Provisions permanently undermining state voter ID requirements …

PAGE 1482: “(2) ADMINISTRATION OF VOTING BY MAIL.—’’(A) PROHIBITING IDENTIFICATION REQUIREMENT AS CONDITION OF OBTAINING BALLOT.—A State may not require an individual to provide any form of identification as a condition of obtaining an absentee ballot, except that nothing in this paragraph may be construed to prevent a State from requiring a signature of the individual or similar affirmation as a condition of obtaining an absentee ballot.” (H.R. 6800, 116th Congress)

PAGES 1499-1500: “SEC. 325. PERMITTING USE OF SWORN WRITTEN STATEMENT TO MEET IDENTIFICATION REQUIREMENTS. (a) USE OF STATEMENT.— (1) IN GENERAL.—Except as provided in subsection (c), if a State has in effect a requirement that an individual present identification as a condition of casting a ballot in an election for Federal office, the State shall permit the individual to meet the requirement— (A) in the case of an individual who desires to vote in person, by presenting the appropriate State or local election official with a sworn written statement, signed by the individual under penalty of perjury, attesting to the individual’s identity and attesting that the individual is eligible to vote in the election; or (B) in the case of an individual who desires to vote by mail, by submitting with the  ballot the statement described in subparagraph (A).” (H.R. 6800, 116th Congress)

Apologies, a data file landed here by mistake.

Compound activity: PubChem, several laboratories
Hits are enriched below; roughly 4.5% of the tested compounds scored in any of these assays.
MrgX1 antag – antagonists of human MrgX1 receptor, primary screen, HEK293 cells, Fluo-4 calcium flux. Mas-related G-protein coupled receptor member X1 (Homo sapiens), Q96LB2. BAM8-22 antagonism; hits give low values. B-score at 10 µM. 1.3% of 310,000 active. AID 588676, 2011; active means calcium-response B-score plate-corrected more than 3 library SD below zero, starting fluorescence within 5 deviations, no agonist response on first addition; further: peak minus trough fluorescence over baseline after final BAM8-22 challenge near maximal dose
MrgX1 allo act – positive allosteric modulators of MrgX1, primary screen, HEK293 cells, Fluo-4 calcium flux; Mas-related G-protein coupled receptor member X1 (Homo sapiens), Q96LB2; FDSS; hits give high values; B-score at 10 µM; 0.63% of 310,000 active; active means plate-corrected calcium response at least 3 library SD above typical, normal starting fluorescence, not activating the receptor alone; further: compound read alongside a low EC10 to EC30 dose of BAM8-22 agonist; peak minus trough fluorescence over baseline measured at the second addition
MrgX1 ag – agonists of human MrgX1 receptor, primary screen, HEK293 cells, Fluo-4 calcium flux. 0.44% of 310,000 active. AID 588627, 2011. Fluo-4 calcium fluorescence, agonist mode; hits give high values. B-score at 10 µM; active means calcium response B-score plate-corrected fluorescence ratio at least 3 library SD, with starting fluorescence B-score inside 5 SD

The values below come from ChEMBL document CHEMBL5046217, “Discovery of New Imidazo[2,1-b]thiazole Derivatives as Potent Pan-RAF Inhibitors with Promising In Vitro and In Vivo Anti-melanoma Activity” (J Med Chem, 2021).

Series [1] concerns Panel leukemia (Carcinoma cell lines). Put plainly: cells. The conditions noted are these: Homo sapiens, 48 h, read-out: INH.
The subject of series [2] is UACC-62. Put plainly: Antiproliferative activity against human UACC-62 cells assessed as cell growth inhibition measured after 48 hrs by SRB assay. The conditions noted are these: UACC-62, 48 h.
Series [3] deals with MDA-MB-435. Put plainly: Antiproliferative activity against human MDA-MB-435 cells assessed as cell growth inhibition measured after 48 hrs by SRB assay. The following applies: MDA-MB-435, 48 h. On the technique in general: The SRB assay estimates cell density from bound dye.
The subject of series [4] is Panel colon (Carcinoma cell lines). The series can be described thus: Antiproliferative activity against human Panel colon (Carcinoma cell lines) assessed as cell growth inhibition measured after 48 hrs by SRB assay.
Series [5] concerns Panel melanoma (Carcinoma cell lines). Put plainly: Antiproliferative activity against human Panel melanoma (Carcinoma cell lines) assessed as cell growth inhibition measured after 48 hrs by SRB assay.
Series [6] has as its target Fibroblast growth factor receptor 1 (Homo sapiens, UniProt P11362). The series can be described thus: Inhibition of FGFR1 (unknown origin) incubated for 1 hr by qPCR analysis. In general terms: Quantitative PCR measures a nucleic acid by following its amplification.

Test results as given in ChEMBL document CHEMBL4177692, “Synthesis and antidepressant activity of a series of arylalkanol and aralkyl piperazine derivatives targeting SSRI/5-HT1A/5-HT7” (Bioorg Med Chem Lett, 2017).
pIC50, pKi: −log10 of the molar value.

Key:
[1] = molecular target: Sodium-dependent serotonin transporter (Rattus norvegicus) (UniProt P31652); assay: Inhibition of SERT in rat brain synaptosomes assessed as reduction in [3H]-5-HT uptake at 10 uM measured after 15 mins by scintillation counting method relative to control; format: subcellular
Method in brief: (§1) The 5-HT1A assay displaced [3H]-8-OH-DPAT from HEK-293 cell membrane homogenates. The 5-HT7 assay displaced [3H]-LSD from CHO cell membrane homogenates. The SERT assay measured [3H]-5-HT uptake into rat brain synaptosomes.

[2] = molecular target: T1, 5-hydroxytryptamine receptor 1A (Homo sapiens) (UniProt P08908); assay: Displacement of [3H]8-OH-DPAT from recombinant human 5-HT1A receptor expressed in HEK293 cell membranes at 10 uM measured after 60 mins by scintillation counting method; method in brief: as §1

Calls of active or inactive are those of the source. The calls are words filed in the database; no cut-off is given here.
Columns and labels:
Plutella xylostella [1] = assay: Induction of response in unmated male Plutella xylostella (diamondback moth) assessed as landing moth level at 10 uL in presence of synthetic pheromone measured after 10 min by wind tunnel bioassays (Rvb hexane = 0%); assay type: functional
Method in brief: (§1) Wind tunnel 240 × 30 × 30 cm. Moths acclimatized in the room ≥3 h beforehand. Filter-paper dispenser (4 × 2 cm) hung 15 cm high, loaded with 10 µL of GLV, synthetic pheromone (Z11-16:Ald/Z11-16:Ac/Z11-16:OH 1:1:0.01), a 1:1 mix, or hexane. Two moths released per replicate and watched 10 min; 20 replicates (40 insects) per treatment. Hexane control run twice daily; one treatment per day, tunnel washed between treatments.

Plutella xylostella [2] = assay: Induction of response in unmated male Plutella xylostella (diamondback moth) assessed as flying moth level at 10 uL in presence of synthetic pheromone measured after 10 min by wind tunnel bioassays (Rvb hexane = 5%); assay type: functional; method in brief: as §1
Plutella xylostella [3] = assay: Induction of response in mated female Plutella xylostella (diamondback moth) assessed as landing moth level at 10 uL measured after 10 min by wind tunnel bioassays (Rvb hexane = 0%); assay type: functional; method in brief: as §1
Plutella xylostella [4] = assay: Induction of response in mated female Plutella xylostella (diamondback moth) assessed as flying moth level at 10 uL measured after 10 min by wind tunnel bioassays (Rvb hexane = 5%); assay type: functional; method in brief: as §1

Nationwide ballot harvesting …

PAGES 1492-1493: “(2) PERMITTING VOTERS TO DESIGNATE OTHER PERSON TO RETURN BALLOT.—The State— (A) shall permit a voter to designate any person to return a voted and sealed absentee ballot to the post office, a ballot drop-off location, tribally designated building, or election office so long as the person designated to return the ballot does not receive any form of compensation based on the number of ballots that the person has returned and no individual, group, or organization provides compensation on this basis; and (B) may not put any limit on how many voted and sealed absentee ballots any designated person can return to the post office, a ballot drop off location, tribally designated building, or election office.” (H.R. 6800, 116th Congress)

Diversity reports on cannabis-related businesses …

PAGE 1100: “(h) ANNUAL DIVERSITY AND INCLUSION REPORT.— The Federal banking regulators shall issue an annual report to Congress containing— (1) information and data on the availability of access to financial services for minority-owned and women-owned cannabis-related legitimate businesses…”  (H.R. 6800, 116th Congress)

PAGE 1100: “(i) GAO STUDY ON DIVERSITY AND INCLUSION.—(1) STUDY.—The Comptroller General of the United States shall carry out a study on the barriers to marketplace entry, including in the licensing process, and the access to financial services for potential and existing minority-owned and women-owned cannabis-related legitimate businesses.” (H.R. 6800, 116th Congress)

Provisions ensuring cannabis businesses can work with federally backed banks and insurers …